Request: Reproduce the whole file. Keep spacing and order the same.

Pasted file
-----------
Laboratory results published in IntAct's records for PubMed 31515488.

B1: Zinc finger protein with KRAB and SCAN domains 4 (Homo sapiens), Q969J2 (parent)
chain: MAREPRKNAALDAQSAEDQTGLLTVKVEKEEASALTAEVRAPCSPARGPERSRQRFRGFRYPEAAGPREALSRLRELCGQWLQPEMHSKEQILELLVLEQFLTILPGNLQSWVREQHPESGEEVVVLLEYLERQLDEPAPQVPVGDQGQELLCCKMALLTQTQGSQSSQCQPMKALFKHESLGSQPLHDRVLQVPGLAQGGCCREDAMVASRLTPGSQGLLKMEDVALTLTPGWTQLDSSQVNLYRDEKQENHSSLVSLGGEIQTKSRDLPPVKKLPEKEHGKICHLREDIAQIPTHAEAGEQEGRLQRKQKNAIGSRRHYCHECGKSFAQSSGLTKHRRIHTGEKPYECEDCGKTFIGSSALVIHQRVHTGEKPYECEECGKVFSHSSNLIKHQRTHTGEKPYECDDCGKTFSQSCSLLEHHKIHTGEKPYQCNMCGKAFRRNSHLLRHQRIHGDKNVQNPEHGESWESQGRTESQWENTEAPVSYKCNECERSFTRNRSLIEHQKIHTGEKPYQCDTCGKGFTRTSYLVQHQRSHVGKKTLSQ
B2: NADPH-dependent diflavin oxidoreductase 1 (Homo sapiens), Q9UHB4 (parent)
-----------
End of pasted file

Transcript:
Laboratory results published in IntAct's records for PubMed 31515488.

B1: Zinc finger protein with KRAB and SCAN domains 4 (Homo sapiens), Q969J2 (parent)
chain: MAREPRKNAALDAQSAEDQTGLLTVKVEKEEASALTAEVRAPCSPARGPERSRQRFRGFRYPEAAGPREALSRLRELCGQWLQPEMHSKEQILELLVLEQFLTILPGNLQSWVREQHPESGEEVVVLLEYLERQLDEPAPQVPVGDQGQELLCCKMALLTQTQGSQSSQCQPMKALFKHESLGSQPLHDRVLQVPGLAQGGCCREDAMVASRLTPGSQGLLKMEDVALTLTPGWTQLDSSQVNLYRDEKQENHSSLVSLGGEIQTKSRDLPPVKKLPEKEHGKICHLREDIAQIPTHAEAGEQEGRLQRKQKNAIGSRRHYCHECGKSFAQSSGLTKHRRIHTGEKPYECEDCGKTFIGSSALVIHQRVHTGEKPYECEECGKVFSHSSNLIKHQRTHTGEKPYECDDCGKTFSQSCSLLEHHKIHTGEKPYQCNMCGKAFRRNSHLLRHQRIHGDKNVQNPEHGESWESQGRTESQWENTEAPVSYKCNECERSFTRNRSLIEHQKIHTGEKPYQCDTCGKGFTRTSYLVQHQRSHVGKKTLSQ
B2: NADPH-dependent diflavin oxidoreductase 1 (Homo sapiens), Q9UHB4 (parent)